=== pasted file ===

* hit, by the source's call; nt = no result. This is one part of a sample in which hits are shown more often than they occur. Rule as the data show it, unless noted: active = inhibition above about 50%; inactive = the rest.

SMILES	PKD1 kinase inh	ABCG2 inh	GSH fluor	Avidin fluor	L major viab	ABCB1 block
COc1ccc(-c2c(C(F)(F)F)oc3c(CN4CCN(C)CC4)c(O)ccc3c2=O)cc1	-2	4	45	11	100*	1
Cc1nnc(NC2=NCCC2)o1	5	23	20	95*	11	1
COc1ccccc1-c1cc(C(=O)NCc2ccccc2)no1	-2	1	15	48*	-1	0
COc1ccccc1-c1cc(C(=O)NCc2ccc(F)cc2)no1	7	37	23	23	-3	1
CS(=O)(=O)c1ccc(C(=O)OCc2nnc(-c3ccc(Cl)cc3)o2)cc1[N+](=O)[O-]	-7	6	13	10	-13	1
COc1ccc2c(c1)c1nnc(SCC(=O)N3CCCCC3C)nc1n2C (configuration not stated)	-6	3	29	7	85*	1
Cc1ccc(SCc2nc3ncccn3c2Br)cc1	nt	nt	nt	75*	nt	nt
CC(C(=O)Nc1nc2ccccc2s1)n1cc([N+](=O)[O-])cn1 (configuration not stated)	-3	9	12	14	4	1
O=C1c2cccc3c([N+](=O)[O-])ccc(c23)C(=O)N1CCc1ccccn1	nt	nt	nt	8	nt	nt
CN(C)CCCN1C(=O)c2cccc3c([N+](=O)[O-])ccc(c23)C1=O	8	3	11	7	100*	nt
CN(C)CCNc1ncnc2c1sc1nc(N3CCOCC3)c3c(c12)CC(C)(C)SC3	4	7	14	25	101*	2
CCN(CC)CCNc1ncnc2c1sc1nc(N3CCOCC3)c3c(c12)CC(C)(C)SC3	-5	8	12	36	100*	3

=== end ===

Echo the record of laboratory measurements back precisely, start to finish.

* hit, by the source's call; nt = no result. This is one part of a sample in which hits are shown more often than they occur. Rule as the data show it, unless noted: active = inhibition above about 50%; inactive = the rest.

SMILES	PKD1 kinase inh	ABCG2 inh	GSH fluor	Avidin fluor	L major viab	ABCB1 block
COc1ccc(-c2c(C(F)(F)F)oc3c(CN4CCN(C)CC4)c(O)ccc3c2=O)cc1	-2	4	45	11	100*	1
Cc1nnc(NC2=NCCC2)o1	5	23	20	95*	11	1
COc1ccccc1-c1cc(C(=O)NCc2ccccc2)no1	-2	1	15	48*	-1	0
COc1ccccc1-c1cc(C(=O)NCc2ccc(F)cc2)no1	7	37	23	23	-3	1
CS(=O)(=O)c1ccc(C(=O)OCc2nnc(-c3ccc(Cl)cc3)o2)cc1[N+](=O)[O-]	-7	6	13	10	-13	1
COc1ccc2c(c1)c1nnc(SCC(=O)N3CCCCC3C)nc1n2C (configuration not stated)	-6	3	29	7	85*	1
Cc1ccc(SCc2nc3ncccn3c2Br)cc1	nt	nt	nt	75*	nt	nt
CC(C(=O)Nc1nc2ccccc2s1)n1cc([N+](=O)[O-])cn1 (configuration not stated)	-3	9	12	14	4	1
O=C1c2cccc3c([N+](=O)[O-])ccc(c23)C(=O)N1CCc1ccccn1	nt	nt	nt	8	nt	nt
CN(C)CCCN1C(=O)c2cccc3c([N+](=O)[O-])ccc(c23)C1=O	8	3	11	7	100*	nt
CN(C)CCNc1ncnc2c1sc1nc(N3CCOCC3)c3c(c12)CC(C)(C)SC3	4	7	14	25	101*	2
CCN(CC)CCNc1ncnc2c1sc1nc(N3CCOCC3)c3c(c12)CC(C)(C)SC3	-5	8	12	36	100*	3